http://doi.org/10.1038/nrm.2018.2



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Suppression of the activity of arbuscular mycorrhizal fungi by the soil microbiota

Suppression of the activity of arbuscular mycorrhizal fungi by the soil microbiota | Crop yield | Scoop.it
Arbuscular mycorrhizal fungi (AMF) colonise roots of most plants; their extra-radical mycelium (ERM) extends into the soil and acquires nutrients for the plant. The ERM coexists with soil microbial communities and it is unresolved whether these communities stimulate or suppress the ERM activity. This work studied the prevalence of suppressed ERM activity and identified main components behind the suppression. ERM activity was determined by quantifying ERM-mediated P uptake from radioisotope-labelled unsterile soil into plants, and compared to soil physicochemical characteristics and soil microbiome composition. ERM activity varied considerably and was greatly suppressed in 4 of 21 soils. Suppression was mitigated by soil pasteurisation and had a dominating biotic component. AMF-suppressive soils had high abundances of Acidobacteria, and other bacterial taxa being putative fungal antagonists. Suppression was also associated with low soil pH, but this effect was likely indirect, as the relative abundance of, e.g., Acidobacteria decreased after liming. Suppression could not be transferred by adding small amounts of suppressive soil to conducive soil, and thus appeared to involve the common action of several taxa. The presence of AMF antagonists resembles the phenomenon of disease-suppressive soils and implies that ecosystem services of AMF will depend strongly on the specific soil microbiome.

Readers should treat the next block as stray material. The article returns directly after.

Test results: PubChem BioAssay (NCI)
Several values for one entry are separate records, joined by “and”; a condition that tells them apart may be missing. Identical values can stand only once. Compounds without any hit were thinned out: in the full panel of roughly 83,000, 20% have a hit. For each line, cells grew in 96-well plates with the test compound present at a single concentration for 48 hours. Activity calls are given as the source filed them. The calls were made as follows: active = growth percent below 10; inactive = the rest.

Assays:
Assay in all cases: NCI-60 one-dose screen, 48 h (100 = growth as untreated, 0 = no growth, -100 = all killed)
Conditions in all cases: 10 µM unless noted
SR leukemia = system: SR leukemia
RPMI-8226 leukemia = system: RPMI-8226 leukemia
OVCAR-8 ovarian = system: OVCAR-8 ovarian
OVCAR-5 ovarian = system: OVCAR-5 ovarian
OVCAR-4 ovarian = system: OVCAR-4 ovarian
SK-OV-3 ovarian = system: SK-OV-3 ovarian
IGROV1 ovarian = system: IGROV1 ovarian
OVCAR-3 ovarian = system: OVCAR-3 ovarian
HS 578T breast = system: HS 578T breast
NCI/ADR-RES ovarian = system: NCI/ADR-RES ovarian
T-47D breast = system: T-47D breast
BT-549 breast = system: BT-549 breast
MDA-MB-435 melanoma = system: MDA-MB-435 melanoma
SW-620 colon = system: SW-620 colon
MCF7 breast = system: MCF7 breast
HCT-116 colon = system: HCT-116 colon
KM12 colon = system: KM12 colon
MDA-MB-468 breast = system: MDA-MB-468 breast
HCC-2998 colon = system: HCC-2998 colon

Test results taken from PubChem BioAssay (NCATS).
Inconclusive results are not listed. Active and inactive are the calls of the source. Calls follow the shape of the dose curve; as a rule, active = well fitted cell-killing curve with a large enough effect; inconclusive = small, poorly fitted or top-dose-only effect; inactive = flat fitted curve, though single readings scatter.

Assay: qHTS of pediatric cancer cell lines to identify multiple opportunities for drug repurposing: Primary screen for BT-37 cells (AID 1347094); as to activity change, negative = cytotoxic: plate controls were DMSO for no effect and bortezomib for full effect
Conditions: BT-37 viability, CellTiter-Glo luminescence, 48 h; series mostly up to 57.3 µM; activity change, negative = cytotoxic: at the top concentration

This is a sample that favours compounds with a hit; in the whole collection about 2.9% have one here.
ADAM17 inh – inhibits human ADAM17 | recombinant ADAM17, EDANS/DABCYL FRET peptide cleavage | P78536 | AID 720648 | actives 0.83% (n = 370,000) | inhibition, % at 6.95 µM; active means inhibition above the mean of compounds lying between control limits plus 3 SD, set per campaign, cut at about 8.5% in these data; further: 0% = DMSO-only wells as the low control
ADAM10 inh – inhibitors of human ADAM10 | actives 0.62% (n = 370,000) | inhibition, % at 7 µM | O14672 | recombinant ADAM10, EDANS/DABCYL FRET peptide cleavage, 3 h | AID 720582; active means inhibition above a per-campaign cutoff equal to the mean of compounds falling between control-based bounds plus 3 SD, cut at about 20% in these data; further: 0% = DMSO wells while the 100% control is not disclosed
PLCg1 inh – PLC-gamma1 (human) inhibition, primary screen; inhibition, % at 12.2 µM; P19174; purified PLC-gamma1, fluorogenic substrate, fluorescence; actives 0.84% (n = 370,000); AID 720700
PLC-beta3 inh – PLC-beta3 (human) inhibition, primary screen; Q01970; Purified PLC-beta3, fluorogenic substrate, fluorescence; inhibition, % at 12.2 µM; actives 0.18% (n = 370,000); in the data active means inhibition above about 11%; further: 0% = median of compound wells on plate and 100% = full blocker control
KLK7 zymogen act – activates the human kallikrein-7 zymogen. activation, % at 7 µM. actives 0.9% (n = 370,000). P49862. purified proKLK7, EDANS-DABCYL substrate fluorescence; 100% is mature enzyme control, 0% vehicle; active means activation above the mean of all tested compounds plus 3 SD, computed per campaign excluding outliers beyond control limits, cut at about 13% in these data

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The Symbiosome: Legume and Rhizobia Co-evolution toward a Nitrogen-Fixing Organelle?

The Symbiosome: Legume and Rhizobia Co-evolution toward a Nitrogen-Fixing Organelle? | Crop yield | Scoop.it
In legume nodules, symbiosomes containing endosymbiotic rhizobial bacteria act as temporary plant organelles that are responsible for nitrogen fixation, these bacteria develop mutual metabolic dependence with the host legume. In most legumes, the rhizobia infect post-mitotic cells that have lost their ability to divide, although in some nodules cells do maintain their mitotic capacity after infection. Here, we review what is currently known about legume symbiosomes from an evolutionary and developmental perspective, and in the context of the different interactions between diazotroph bacteria and eukaryotes. As a result, it can be concluded that the symbiosome possesses organelle-like characteristics due to its metabolic behavior, the composite origin and differentiation of its membrane, the retargeting of host cell proteins, the control of microsymbiont proliferation and differentiation by the host legume, and the cytoskeletal dynamics and symbiosome segregation during the division of rhizobia-infected cells. Different degrees of symbiosome evolution can be defined, specifically in relation to rhizobial infection and to the different types of nodule. Thus, our current understanding of the symbiosome suggests that it might be considered a nitrogen-fixing link in organelle evolution and that the distinct types of legume symbiosomes could represent different evolutionary stages toward the generation of a nitrogen-fixing organelle.